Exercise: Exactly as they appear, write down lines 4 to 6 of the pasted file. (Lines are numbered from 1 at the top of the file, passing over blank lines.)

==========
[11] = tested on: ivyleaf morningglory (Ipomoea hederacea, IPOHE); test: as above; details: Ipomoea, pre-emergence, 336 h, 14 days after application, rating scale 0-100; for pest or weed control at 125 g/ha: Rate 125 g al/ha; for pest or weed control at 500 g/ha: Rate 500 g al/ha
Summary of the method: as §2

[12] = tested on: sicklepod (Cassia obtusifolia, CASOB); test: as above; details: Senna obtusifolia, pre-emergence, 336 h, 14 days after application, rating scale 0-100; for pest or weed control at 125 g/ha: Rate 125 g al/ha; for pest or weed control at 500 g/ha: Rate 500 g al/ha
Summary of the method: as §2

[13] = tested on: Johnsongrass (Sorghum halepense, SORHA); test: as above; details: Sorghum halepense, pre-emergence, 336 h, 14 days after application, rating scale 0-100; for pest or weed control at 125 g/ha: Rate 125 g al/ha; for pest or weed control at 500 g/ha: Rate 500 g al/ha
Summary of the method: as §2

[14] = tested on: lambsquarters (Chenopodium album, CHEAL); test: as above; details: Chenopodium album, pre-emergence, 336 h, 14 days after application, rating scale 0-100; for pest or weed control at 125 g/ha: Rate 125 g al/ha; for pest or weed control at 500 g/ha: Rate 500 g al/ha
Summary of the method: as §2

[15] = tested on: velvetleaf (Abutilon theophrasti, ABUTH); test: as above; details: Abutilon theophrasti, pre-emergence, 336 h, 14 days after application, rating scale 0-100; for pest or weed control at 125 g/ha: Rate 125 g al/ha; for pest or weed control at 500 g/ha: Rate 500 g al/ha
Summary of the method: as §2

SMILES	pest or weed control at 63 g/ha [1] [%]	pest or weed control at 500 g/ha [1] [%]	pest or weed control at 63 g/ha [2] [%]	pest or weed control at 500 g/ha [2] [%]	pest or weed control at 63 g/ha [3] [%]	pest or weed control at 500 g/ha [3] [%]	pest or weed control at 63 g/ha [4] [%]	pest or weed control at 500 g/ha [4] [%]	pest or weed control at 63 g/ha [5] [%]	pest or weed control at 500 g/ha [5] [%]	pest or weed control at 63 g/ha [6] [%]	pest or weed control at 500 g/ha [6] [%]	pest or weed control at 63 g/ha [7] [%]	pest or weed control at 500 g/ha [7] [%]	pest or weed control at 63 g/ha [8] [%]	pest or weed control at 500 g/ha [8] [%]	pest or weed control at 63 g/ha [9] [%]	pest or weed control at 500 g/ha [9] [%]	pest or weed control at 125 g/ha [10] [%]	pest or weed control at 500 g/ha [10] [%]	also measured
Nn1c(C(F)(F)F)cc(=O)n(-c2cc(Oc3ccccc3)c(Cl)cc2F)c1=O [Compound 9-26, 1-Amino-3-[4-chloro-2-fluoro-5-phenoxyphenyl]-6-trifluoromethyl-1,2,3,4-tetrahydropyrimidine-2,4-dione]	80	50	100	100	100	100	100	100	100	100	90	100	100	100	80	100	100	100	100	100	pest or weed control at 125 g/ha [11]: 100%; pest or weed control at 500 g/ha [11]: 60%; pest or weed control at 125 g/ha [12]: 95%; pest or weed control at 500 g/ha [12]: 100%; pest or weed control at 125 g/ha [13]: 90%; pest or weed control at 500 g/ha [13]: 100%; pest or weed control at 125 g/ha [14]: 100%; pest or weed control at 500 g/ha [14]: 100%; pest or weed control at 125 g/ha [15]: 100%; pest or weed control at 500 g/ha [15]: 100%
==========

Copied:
Summary of the method: as §2

[13] = tested on: Johnsongrass (Sorghum halepense, SORHA); test: as above; details: Sorghum halepense, pre-emergence, 336 h, 14 days after application, rating scale 0-100; for pest or weed control at 125 g/ha: Rate 125 g al/ha; for pest or weed control at 500 g/ha: Rate 500 g al/ha
Summary of the method: as §2